Auditor General indicts MTN  over evasion of Customs duty since 2021

 

—–as House of Reps knocks FIRS over operational infractions

The Office of the Auditor General of Federation has indicted the telecom giant, MTN, over evasion of payment of Customs duties since 2021.

This was contained in the 2019 queries issued by the office of the Auditor General of the Federation which was made available to the House of Representatives Committee on Public Accounts.
The committee also heard that the Federal Inland Revenue Service, (FIRS)  received capital allowances claims by taxpayers without the certificate of acceptance from the ministry of trade and industries in 2019.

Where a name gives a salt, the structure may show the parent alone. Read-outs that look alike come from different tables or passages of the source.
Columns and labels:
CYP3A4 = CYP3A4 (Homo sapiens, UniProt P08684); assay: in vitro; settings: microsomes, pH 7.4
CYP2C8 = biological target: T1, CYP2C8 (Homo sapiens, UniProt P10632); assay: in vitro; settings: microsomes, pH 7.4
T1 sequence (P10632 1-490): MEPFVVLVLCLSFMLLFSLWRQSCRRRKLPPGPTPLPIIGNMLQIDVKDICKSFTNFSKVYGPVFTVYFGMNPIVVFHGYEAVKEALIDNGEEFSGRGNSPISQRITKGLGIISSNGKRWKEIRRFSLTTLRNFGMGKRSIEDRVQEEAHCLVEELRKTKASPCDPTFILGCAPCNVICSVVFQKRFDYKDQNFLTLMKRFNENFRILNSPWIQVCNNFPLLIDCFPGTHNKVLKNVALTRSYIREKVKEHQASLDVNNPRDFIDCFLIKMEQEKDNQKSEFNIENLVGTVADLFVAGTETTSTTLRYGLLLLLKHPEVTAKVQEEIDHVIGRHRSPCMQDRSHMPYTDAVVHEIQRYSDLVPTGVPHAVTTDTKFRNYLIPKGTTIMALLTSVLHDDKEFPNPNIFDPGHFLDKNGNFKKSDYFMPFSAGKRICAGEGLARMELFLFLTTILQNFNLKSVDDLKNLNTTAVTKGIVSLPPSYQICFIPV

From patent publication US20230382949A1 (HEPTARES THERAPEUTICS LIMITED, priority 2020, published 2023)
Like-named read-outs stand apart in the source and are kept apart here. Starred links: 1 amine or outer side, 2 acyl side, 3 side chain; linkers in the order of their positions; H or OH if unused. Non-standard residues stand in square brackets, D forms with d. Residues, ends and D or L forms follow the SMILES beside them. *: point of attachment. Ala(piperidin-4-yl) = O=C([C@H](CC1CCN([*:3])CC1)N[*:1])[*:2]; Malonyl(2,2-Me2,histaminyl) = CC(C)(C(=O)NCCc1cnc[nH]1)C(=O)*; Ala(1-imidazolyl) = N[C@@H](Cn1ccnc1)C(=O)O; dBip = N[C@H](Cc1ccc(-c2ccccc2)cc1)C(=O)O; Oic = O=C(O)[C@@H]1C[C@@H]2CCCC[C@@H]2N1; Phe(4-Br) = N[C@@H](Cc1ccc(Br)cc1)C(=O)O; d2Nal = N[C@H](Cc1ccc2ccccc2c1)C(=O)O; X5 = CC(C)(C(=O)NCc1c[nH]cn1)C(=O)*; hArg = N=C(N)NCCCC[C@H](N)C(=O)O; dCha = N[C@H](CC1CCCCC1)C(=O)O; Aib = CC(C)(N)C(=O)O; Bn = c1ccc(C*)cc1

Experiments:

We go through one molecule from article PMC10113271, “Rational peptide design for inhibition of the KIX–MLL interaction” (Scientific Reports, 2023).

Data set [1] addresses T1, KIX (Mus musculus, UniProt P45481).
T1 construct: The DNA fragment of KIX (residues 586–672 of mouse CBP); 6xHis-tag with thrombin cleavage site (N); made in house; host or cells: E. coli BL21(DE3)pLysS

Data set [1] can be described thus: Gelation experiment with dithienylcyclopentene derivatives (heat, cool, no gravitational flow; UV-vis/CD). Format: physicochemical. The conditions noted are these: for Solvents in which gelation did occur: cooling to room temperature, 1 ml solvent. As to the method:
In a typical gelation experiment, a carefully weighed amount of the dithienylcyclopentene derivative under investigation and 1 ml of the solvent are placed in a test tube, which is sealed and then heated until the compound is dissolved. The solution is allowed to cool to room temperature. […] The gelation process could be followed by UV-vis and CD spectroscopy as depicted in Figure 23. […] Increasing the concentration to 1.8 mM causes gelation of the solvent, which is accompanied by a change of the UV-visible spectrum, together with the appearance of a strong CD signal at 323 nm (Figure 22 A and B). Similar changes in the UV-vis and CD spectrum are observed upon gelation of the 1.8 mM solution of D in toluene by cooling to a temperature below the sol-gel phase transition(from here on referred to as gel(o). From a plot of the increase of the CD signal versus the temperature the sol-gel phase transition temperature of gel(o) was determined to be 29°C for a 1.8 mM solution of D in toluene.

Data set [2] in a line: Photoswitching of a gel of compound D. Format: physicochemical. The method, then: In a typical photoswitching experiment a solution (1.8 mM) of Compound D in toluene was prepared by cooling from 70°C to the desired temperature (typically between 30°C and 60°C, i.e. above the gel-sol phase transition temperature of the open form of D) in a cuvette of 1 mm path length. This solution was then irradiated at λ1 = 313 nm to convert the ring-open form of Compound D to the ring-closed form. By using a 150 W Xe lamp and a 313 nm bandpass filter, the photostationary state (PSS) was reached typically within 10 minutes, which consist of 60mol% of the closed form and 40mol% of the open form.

Speaking at the resumed hearing of the investigations on queries issued by the office of the Auditor General of the Federation against the Ministries, Departments and Agencies, (MDAs) of the Federal Government, the Chairman of the committee Hon Oluwole Oluwole Oke, lamented the level of external borrowings by the federal government, saying that the committee’s probe of public funds was aimed at curtailing revenue leakages to boost government treasury.

His statement was coming against the backdrop of tax evasion by the telecom service provider, MTN whose current assets stand at N2.68 trillion in the country, yet does not have proof of customs duty over the years.

The lawmakers also decried the issuance of an assets certificate by the Ministry of Trade and investment to the telecommunication firm without first evaluating their assets.